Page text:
INK studio is proud to present Songs of the Phoenix Mirror, the first exhibition to explore the full range and cultural significance of internationally renowned artist Wei Ligang’s current calligraphic practice. Through documents and archival footage, the exhibition reviews Wei’s artistic and intellectual development from the late 1980’s. It surveys his major calligraphic styles: his signature “magic squares”; his monumental continuous cursive script inspired by Fu Shan (1607-1684) and other 17th-century masters; and his cursive renditions of the engraved lines of ancient seals, steles, and Oracle bones. These idiosyncratic deconstructions and reconstructions of traditional calligraphy trace the history of human writing—Chinese and otherwise—to its pictographic and pictorial beginnings. They also point to the possibilities for Chinese calligraphy to serve as the foundation of a universal abstract art.

The centerpiece of the exhibition is Phoenixes and Dragons, a 45-meter scroll on paper displayed in its entirety in a purpose-built spiral installation. Here Wei Ligang repeats as leitmotifs several imagistic couplets and excerpts of classical poetry, cycling rapidly through a dozen script types. The viewer goes on a transcendental journey following the dramatic variations in the mood and effect of the lines—by turns explosive, attenuated, fluid, abrasive, and ponderous—leaping across millennia of history from stroke to stroke, from instant to instant. Summoning the titular mythical animals semantically, visually, and somatically, Wei harks back to the zoomorphic origins of Chinese aesthetics and becomes a shamanistic medium for both nature and culture.

Wei Ligang (b. 1964) was born and raised in Datong, Shanxi, the first capital of the Northern Wei Dynasty (386-535) and home to the famous Yungang Grottos, which instilled in him a fondness for the grandeur of Han-and Tang-dynasty art. A precocious calligrapher since his childhood, he graduated with a degree in mathematics at age 21 from Nankai University in Tianjin, where he rose to prominence in the local calligraphy circle and came under the tutelage of the traditional masters Li Henian (1912-2000), Wang Xuezhong (1925-2013), and Sun Boxiang (1934-). Over the next decade, while teaching at a high school in Taiyuan, he continued to refine his art and immersed himself in the legacy of Fu Shan, a fellow Shanxi native best known for his dashing, large-scale cursive script but also a forerunner of the Epigraphic turn in calligraphy—towards rigorous philological research and stylistic inspiration in pre-Tang engraved seals and steles.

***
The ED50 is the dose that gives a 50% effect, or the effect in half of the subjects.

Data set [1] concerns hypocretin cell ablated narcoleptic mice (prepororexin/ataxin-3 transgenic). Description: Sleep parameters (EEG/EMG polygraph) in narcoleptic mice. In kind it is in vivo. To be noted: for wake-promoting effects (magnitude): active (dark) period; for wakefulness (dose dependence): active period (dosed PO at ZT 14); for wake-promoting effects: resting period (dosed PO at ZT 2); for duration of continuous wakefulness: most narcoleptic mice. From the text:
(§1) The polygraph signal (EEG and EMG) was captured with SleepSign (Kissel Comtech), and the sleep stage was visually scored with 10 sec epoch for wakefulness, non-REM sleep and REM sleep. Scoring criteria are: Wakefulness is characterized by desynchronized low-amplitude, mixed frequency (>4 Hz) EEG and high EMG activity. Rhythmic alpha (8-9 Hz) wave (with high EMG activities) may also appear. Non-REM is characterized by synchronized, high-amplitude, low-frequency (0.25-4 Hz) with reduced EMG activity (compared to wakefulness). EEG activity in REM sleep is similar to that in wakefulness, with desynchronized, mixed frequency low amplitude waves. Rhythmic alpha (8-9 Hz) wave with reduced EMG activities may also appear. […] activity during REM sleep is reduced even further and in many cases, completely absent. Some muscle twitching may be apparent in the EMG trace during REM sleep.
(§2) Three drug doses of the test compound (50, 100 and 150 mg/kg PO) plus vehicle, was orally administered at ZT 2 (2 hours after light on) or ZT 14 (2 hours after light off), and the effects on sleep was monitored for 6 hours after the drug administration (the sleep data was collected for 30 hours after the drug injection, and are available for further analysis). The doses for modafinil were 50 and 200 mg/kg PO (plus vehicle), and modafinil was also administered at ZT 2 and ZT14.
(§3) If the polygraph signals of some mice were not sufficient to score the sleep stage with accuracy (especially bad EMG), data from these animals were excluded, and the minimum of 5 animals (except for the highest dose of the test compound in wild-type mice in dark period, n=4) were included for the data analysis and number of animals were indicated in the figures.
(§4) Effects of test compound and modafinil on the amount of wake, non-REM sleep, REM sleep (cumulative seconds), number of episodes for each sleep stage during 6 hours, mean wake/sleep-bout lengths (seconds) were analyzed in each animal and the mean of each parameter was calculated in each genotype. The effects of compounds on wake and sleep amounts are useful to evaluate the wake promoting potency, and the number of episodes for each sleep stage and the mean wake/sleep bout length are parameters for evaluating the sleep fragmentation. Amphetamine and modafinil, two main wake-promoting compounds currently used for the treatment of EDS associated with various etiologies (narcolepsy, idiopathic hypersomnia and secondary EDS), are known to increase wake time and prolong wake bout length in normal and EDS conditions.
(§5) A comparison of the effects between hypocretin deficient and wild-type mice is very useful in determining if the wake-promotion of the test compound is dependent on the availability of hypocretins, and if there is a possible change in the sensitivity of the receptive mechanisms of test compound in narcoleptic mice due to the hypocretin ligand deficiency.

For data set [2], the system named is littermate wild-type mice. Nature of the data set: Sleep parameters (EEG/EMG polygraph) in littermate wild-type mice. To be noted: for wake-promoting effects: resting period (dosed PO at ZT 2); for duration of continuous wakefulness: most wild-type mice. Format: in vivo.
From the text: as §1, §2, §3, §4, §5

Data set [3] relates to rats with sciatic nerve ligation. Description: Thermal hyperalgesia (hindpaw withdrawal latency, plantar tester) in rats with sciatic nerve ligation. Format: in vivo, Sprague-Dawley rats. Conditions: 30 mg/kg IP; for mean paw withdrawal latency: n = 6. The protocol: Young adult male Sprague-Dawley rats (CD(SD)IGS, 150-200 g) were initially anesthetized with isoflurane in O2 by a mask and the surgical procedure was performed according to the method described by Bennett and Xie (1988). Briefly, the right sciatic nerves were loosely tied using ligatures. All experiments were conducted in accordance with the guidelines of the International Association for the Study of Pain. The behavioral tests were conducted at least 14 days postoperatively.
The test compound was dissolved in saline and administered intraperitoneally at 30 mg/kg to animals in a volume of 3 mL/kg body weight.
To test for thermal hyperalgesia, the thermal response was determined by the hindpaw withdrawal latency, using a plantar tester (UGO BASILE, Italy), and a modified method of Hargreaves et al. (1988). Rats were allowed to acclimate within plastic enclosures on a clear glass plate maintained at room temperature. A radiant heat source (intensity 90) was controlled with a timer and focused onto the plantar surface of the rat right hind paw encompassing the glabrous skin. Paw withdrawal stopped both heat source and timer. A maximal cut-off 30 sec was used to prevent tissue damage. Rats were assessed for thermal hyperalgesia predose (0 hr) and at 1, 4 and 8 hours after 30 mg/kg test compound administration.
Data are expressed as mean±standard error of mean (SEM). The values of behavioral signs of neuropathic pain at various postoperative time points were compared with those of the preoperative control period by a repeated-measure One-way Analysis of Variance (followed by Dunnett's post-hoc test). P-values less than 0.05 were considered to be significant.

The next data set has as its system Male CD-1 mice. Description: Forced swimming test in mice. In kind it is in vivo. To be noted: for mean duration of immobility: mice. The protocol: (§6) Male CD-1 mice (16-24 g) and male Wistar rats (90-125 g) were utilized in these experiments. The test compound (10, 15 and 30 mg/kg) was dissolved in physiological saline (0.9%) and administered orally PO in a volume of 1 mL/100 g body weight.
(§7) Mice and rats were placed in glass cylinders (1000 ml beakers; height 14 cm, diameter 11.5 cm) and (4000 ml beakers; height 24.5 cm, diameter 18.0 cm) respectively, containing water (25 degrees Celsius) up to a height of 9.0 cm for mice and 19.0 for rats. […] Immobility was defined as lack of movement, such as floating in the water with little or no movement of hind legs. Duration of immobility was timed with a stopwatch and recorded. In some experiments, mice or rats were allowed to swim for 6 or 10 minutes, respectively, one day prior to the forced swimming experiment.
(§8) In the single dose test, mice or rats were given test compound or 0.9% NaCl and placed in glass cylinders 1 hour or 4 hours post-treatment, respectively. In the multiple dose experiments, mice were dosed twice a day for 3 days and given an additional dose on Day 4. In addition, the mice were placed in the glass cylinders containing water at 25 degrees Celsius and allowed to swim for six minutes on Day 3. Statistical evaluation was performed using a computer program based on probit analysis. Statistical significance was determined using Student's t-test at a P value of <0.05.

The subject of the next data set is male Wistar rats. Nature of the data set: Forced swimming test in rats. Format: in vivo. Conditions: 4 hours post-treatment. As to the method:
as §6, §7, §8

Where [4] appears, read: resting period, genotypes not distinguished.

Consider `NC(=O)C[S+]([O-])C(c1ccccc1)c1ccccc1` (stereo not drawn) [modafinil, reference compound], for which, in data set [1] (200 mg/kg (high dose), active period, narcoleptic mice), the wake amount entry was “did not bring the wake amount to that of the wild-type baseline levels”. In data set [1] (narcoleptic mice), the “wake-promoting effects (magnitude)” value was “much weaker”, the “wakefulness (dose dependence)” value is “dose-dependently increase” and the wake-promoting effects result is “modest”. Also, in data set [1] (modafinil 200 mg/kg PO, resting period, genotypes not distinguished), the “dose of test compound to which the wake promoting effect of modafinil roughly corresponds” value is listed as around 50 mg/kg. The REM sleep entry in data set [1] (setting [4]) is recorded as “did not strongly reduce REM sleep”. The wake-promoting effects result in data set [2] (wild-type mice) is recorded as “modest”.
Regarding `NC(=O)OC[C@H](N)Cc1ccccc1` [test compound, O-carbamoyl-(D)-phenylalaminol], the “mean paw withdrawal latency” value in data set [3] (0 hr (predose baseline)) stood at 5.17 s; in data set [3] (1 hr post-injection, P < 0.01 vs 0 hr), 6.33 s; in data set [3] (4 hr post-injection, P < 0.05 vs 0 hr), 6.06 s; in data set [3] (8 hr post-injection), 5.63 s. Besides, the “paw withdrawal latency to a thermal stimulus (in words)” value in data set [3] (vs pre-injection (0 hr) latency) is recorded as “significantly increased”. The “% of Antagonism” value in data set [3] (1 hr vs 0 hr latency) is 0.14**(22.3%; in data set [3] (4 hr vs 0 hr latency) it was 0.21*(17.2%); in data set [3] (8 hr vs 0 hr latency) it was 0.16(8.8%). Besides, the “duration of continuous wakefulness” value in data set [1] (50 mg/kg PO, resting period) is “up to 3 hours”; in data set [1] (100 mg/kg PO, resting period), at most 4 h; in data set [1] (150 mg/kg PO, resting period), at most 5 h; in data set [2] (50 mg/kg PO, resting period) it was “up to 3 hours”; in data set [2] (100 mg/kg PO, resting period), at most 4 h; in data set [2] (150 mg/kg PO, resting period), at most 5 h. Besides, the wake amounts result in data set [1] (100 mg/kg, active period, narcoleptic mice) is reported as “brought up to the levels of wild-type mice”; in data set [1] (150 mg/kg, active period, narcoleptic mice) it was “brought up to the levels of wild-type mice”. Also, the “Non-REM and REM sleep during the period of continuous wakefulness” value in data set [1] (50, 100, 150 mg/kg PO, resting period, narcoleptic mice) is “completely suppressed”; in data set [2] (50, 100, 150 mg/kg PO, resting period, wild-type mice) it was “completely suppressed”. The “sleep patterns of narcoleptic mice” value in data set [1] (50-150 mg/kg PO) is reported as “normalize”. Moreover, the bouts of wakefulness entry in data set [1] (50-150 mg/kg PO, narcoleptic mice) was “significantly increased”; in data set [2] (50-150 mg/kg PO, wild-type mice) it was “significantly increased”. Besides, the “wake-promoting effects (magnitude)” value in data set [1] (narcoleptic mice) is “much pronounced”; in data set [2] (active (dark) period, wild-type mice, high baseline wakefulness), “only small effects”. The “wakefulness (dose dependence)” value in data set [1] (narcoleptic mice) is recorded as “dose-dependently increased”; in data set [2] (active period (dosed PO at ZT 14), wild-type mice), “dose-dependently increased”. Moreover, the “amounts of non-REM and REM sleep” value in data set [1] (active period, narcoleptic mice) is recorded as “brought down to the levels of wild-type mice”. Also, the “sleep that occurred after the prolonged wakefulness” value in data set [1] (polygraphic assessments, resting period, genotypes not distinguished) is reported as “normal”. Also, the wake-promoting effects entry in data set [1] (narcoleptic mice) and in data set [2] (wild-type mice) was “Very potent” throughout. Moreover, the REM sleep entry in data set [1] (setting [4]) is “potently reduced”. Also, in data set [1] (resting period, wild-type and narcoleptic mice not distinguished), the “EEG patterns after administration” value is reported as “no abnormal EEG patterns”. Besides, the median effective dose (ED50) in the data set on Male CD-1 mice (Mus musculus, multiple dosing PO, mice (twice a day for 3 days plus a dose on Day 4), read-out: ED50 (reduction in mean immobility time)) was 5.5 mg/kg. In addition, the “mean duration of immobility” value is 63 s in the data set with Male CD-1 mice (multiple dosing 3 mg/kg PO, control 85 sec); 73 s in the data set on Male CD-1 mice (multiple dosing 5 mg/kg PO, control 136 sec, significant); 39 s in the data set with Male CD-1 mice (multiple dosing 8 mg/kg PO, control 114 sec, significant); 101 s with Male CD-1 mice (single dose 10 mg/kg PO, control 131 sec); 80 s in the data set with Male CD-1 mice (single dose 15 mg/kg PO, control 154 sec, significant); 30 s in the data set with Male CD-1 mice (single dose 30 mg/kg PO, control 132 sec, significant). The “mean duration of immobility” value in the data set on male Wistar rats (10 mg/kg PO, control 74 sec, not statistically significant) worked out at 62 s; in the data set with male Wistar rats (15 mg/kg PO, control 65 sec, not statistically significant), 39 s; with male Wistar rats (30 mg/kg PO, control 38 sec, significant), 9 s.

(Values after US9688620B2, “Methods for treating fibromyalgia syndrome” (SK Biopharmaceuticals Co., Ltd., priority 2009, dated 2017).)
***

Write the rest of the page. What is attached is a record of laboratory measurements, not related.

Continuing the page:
In 1995, Wei Ligang relocated to the Old Summer Palace in Beijing as a professional artist. Since then he has increasingly exposed himself to international contemporary art and cultural traditions, and sought a universal language of abstraction based in the sophistication of linear and spatial composition in Chinese calligraphy—to construct pure structure itself. This language will be capable of embodying the complexity and expansiveness of contemporary human knowledge and existence, encompassing the invisible worlds of astronomy, digital computing, and quantum physics. A committed educator and the founder of the International Shuxiang Society, he believes that Chinese calligraphy will reach an unprecedented golden age within this generation. Like Kang Youwei (1858-1927) and other evidential scholars before him, Wei Ligang conducts an archaeology of culture and finds in its fragmentary ruins the promise a utopian future.

Songs of the Phoenix Mirror opens at 2:30pm on Saturday, December 10, 2016 and will remain on view through Sunday, February 12, 2017. It is curated by INK studio Artistic Director Britta Erickson, PhD, with the assistance of Chief Editor Alan Yeung.

Courtesy of the artist and INK studio, for further information please visit

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